Maybe mainstream media's penchant for superficial and divisive reporting, combined with the Department of Defense and State's culture of secrecy, have created a popular vocabulary that reduces wide-scale human suffering to a necessary and insignificant cost, the equivalent of a few broken eggs. Maybe there are too many reporters telling the same story from a barely-sourced news feed instead of reporting from the ground, showing and telling the stories as they unfold.
At the outset of our invasion of Iraq, our press took its unquestioning cue from policy makers like Donald Rumsfeld, promulgating a Hollywood vision of post-war, Phase IV reconstruction Iraq where throngs of Iraqi citizens would wave in a new era of goodwill on the joyful breeze of thousands of American flags, so the Iraqis could cheer their noble liberators.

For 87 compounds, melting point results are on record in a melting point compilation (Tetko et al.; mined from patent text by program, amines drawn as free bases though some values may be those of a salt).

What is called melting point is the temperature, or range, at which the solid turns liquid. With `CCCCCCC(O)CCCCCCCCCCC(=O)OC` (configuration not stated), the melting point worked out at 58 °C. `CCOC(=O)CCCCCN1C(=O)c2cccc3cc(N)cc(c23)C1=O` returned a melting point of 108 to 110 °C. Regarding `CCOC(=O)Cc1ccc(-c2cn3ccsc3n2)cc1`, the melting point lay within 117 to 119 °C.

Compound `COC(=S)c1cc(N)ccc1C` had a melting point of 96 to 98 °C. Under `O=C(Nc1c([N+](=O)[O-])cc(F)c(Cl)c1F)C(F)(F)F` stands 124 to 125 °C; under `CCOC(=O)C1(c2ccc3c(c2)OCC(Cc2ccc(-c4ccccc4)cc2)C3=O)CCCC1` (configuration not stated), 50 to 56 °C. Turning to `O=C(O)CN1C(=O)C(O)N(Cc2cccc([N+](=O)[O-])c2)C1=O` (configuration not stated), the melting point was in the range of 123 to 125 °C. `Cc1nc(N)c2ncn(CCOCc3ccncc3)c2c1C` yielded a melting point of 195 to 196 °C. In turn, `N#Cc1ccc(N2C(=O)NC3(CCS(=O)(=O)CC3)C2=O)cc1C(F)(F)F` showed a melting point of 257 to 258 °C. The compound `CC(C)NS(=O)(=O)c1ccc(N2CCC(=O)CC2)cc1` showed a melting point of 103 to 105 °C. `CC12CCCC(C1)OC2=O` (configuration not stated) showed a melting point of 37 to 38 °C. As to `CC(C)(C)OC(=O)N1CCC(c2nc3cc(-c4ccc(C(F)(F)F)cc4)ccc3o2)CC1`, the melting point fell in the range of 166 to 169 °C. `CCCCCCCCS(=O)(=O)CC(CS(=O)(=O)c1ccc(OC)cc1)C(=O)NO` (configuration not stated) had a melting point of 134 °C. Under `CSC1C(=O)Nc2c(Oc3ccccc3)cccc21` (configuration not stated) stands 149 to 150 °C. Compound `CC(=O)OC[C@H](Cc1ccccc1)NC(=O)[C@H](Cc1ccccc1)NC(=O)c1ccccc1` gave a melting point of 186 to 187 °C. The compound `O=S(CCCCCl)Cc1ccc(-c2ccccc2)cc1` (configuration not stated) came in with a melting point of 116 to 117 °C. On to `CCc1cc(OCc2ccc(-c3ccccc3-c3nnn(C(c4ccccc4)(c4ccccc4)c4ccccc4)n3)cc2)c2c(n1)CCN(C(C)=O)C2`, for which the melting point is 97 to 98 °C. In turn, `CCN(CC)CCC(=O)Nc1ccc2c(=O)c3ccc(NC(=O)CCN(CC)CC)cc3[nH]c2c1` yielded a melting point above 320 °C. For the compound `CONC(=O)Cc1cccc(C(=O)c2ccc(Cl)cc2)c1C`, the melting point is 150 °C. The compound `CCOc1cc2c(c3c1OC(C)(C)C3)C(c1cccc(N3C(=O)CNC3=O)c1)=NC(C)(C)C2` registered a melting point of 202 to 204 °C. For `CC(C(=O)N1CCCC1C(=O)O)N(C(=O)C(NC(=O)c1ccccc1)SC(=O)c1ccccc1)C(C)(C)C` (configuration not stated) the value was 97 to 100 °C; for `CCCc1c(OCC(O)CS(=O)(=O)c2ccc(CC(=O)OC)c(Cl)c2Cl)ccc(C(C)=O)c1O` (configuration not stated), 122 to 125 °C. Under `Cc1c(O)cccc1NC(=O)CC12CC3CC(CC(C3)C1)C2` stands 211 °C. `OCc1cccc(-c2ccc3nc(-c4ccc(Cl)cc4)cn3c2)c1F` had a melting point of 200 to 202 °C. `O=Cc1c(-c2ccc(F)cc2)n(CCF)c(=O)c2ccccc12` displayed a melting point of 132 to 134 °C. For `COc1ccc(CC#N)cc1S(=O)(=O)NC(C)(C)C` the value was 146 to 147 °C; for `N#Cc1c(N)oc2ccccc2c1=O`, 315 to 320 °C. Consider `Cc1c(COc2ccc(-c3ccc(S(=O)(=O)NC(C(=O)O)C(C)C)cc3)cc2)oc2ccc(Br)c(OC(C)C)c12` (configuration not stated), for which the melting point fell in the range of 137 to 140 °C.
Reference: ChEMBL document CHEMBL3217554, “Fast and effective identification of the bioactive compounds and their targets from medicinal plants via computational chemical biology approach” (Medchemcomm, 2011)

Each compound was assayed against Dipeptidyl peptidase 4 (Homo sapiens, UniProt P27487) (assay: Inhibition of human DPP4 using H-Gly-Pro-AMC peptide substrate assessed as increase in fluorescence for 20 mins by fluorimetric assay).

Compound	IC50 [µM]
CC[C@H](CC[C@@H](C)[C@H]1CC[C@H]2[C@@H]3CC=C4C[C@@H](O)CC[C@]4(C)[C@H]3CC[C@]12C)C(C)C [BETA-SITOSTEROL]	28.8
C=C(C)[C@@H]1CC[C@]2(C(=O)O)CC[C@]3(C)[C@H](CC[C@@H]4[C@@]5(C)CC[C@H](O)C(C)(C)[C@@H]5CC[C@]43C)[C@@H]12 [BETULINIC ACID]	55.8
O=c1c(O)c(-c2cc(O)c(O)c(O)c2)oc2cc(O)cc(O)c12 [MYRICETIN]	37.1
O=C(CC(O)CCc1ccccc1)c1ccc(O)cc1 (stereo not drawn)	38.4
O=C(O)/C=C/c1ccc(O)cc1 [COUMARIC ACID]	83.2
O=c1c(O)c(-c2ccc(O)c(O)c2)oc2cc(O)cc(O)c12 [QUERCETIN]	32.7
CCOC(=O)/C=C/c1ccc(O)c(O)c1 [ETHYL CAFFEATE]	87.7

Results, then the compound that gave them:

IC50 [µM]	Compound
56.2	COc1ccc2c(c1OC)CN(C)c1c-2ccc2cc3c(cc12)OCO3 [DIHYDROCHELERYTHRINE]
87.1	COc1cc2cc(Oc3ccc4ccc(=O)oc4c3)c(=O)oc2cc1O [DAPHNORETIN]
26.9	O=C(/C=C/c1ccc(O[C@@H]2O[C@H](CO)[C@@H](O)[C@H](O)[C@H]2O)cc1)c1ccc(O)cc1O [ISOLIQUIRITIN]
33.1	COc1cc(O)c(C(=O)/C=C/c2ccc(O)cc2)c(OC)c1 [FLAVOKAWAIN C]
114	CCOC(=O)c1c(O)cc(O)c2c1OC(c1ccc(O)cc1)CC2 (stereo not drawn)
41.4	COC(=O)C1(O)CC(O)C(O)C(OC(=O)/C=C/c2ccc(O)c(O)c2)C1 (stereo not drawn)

We know the story unfolded differently, and predictably. The throngs quickly became looters, and the flags were shelved. Made vulnerable by policies that wishing makes it so, our troops were making sacrifices on the premise that their own suffering and that of the Iraqi people is and always was for a greater, long-term good.
It is the tragedy of this invasion that the people we sought to help are suffering on a scale that should have been predictable and remains the Allied force's responsibility, given our plan for reconstruction and our failure to realistically plan for required troops, budgets, infrastructure, reconciliation, time, materiel, expertise, security, stability, and all the other factors required for a functional Iraqi government.